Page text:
Letter from Charles S. Peirce to his mother Sarah Mills, Berlin, 09.04.1876

Letter from Charles S. Peirce to his mother Sarah Mills
(Berlin, 09.04.1876)



 
Spanish translation & annotations

 

Berlin, 1876 April 9

My dearest mother,

I am a poor letter writer and not very fond of boring my friends with my vague scrawls; but I love so much to get your letters that I must write if only to say that. It is interesting to be in Germany again after France. Far be it from me to pretend to understand these foreign peoples but I seem to get a further glimmer of what the Germans really are from contrasting them with the French. What strikes me most is their dense stupidity. The French are wonderfully intelligent & the Germans very much the reverse. Slow and dull. I went today to the new

 

National-Gallerie. I don’t often waste my time upon such amusements I assure you. It is a collection of modern German pictures & is considered a very fine one. Contrasting it with the collection of modern French pictures in the Luxembourg, which is certainly rather poor, one is so impressed with the toil the poor Germans have had to achieve something so very inferior, so little real artistic genius have they been able to develope, that one is tempted to ask wether it is worth while for them to strive after a thing they are so manifestly unfitted for. In fact I came away pondering whether it had been well for human culture that the Germans had been so passionately national. Wouldn’t they have done better to be content to follow after France as they began by doing. I wouldn’t presume to say or even think so but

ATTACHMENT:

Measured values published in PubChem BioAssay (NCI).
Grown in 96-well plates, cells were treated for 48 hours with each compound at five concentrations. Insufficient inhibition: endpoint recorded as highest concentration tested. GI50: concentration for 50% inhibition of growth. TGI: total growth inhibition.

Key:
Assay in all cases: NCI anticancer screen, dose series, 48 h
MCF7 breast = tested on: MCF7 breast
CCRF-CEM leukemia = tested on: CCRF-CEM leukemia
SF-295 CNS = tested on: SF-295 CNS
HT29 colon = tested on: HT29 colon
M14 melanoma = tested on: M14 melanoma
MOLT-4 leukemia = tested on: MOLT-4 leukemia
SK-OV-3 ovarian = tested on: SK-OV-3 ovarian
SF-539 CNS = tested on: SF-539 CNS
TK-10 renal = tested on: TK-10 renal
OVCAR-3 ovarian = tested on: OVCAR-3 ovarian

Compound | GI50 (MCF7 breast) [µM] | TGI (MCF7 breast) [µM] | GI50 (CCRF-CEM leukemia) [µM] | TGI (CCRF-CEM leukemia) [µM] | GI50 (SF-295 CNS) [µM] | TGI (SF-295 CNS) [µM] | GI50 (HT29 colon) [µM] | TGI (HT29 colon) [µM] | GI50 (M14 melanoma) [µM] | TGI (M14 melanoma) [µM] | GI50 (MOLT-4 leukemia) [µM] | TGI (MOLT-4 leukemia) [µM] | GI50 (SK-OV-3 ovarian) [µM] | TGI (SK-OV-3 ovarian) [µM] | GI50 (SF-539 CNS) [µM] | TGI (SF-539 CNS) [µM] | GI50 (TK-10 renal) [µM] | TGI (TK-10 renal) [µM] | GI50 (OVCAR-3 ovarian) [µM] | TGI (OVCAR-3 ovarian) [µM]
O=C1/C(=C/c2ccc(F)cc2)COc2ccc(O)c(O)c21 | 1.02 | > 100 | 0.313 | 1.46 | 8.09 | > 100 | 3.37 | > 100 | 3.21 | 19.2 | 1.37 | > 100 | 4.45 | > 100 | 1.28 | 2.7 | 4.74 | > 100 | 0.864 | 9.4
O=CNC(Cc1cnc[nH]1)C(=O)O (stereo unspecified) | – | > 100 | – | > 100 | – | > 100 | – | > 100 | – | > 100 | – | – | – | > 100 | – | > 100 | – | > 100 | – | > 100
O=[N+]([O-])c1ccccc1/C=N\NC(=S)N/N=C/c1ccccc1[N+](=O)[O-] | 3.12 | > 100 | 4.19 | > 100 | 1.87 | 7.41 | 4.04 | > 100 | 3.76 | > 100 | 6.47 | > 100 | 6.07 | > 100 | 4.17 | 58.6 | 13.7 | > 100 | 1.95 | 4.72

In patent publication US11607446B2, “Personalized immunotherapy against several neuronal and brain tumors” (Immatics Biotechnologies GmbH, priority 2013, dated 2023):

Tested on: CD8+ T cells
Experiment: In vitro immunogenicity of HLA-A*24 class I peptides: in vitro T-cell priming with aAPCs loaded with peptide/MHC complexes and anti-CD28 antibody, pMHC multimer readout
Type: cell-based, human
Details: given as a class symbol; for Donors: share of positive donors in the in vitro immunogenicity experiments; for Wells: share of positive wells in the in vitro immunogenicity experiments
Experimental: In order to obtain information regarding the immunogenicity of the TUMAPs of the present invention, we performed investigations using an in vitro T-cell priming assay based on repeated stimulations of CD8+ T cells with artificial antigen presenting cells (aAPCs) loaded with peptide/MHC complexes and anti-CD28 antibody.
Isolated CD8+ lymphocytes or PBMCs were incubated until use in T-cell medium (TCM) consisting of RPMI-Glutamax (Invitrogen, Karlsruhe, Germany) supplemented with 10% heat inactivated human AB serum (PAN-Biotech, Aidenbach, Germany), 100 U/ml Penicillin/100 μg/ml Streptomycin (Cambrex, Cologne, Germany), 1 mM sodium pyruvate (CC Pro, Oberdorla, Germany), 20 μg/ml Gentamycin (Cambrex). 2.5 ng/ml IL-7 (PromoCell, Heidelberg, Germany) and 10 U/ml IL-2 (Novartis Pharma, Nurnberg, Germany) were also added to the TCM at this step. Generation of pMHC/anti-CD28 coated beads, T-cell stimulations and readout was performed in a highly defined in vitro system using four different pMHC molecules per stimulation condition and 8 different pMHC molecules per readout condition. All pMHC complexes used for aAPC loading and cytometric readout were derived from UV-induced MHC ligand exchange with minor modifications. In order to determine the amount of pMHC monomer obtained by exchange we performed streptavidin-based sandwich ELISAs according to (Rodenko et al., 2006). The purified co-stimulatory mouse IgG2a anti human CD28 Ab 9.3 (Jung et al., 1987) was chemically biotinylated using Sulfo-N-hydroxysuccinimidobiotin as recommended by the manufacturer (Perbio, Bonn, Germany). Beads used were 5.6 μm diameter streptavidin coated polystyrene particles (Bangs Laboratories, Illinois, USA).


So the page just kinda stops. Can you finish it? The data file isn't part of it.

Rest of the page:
such were the ideas which a survey of German art in one department suggested to my mind. The Gemans represent Industry and are a singular example of what dull plodding can do. I really don’t know what the English & Americans are thinking just now about the French & Germans but in five years from now I think the Germans will be held up to us as a signal example of a nation which has gone wrong & the French as one which has gone right. I don’t mean to say I think such a judgment will be just. But I feel convinced that Germany has got to change her courses, give up this large army & have one a good deal smaller than France & change her tone & draw in her horns. On the other hand, the Republic in five years will be acknowledged a settled thing & a permanency in France. It is astonishing

 

what nonsense is talked about it. I admit the Assembly are disgracing themselves but I always said they would, before the elections. It is just what I expected. Still on the whole they will be found not so frightfully Jacobin, I think.

I confess the Emperor here interests me very much. He does seem to me a very wise man & I hope History will not let him be eclipsed by the brilliancy of Bismark’s greatness. They like the emperor here but they worship Bismark. He seems to me more popular than ever.

You will like to know who I see here. First there is old General Baeyer and Miss Baeyer. Genl. Baeyer I adore. He is a wonderful old fellow of about 80. He is just now brushing up his French (he has I think been more in communication with the French lately) and every

 

night he learns a list of words. He is a man of much force and has a certain kindliness which beams out in the most beautiful way. Miss Baeyer is as good humored as instruite as awkward and as ugly as a well brought up young German lady can well be. I like her too thoroughly. But I am in love with the old gentleman.